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Diverse TR and IG repertoires are generated by V(D)J somatic recombination. Genomic studies have been pivotal in cataloguing the V, D, J and C genes present in the various TR/IG loci and describing how duplication events have expanded the number of these genes. Such studies have also provided insights into the evolution of these loci and the complex mechanisms that regulate TR/IG expression. In this study we analyze the sequence of the third bovine genome assembly to characterize the germline repertoire of bovine TRB genes and compare the organization, evolution and regulatory structure of the bovine TRB locus with that of humans and mice.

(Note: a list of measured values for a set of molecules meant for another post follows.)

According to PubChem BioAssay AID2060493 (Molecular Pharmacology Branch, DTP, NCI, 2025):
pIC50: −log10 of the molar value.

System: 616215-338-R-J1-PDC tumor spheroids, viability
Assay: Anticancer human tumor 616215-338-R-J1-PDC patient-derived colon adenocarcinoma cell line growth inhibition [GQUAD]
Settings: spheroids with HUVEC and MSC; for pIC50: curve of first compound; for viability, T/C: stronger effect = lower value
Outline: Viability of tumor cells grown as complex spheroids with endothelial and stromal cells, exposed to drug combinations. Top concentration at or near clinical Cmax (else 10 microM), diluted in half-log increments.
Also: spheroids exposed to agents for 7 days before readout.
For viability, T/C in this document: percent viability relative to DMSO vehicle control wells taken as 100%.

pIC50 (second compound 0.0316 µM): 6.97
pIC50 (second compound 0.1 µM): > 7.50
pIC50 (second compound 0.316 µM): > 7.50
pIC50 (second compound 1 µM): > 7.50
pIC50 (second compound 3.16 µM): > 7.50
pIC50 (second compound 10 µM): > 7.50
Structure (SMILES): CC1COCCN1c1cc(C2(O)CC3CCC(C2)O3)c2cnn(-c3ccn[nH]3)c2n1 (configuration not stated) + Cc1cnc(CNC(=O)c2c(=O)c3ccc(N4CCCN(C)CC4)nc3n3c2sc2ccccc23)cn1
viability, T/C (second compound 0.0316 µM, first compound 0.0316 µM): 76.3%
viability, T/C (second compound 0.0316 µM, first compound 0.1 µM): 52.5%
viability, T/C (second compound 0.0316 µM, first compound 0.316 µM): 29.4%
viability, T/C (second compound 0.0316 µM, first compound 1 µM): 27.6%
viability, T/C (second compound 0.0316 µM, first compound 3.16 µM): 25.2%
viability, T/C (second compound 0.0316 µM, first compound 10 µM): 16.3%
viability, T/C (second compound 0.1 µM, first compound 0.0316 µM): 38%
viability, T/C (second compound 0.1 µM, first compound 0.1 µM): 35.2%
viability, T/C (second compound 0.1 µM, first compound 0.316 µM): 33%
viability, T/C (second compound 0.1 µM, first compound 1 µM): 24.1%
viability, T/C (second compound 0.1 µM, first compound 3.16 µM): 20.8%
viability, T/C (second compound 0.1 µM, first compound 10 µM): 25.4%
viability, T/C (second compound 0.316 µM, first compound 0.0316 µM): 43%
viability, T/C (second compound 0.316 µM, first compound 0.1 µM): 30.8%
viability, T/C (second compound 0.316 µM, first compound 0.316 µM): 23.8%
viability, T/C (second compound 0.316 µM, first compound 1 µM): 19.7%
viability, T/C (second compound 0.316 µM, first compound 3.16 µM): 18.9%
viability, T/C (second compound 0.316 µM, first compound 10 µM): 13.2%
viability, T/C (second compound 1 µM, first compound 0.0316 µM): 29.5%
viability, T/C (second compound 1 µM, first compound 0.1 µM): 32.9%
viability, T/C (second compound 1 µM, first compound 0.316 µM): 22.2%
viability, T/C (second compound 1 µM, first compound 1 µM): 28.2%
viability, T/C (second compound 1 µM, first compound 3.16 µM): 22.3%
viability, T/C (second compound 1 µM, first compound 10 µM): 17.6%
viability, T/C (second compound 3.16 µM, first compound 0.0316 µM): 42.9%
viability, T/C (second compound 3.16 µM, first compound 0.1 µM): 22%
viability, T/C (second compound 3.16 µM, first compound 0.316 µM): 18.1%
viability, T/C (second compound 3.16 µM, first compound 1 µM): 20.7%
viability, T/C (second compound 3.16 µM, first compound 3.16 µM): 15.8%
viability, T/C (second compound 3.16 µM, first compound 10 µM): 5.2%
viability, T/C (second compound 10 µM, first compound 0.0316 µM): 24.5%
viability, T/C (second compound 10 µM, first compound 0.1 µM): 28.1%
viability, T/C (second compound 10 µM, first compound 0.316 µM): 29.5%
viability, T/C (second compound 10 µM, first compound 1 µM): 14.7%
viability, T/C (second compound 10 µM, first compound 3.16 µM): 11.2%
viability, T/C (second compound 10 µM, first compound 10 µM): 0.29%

The TRB locus in the third bovine genome assembly is distributed over 5 scaffolds, extending to ~730 Kb. The available sequence contains 134 TRBV genes, assigned to 24 subgroups, and 3 clusters of DJC genes, each comprising a single TRBD gene, 5–7 TRBJ genes and a single TRBC gene. Seventy-nine of the TRBV genes are predicted to be functional. Comparison with the human and murine TRB loci shows that the gene order, as well as the sequences of non-coding elements that regulate TRB expression, are highly conserved in the bovine. Dot-plot analyses demonstrate that expansion of the genomic TRBV repertoire has occurred via a complex and extensive series of duplications, predominantly involving DNA blocks containing multiple genes. These duplication events have resulted in massive expansion of several TRBV subgroups, most notably TRBV6, 9 and 21 which contain 40, 35 and 16 members respectively. Similarly, duplication has lead to the generation of a third DJC cluster. Analyses of cDNA data confirms the diversity of the TRBV genes and, in addition, identifies a substantial number of TRBV genes, predominantly from the larger subgroups, which are still absent from the genome assembly. The observed gene duplication within the bovine TRB locus has created a repertoire of phylogenetically diverse functional TRBV genes, which is substantially larger than that described for humans and mice.